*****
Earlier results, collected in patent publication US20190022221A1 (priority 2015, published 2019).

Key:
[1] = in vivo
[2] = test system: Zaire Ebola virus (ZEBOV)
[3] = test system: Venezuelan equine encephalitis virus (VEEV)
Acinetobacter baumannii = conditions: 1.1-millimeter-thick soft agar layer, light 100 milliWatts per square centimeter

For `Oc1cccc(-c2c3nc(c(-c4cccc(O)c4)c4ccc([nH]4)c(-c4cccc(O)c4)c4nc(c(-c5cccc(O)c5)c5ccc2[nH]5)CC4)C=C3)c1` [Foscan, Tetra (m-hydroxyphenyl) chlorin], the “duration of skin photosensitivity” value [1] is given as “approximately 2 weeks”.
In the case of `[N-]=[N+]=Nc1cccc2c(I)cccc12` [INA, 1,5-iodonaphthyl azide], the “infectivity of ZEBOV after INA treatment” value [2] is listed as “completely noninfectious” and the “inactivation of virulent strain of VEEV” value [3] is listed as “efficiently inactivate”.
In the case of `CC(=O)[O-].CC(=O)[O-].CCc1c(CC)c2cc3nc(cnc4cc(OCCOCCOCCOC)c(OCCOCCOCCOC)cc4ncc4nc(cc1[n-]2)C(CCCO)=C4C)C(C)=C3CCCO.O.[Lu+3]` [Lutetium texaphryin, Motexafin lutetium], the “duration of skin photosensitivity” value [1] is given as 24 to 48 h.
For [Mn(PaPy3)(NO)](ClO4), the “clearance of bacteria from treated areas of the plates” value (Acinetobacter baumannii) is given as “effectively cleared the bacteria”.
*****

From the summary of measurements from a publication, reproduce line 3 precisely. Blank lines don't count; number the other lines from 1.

[1] = in vivo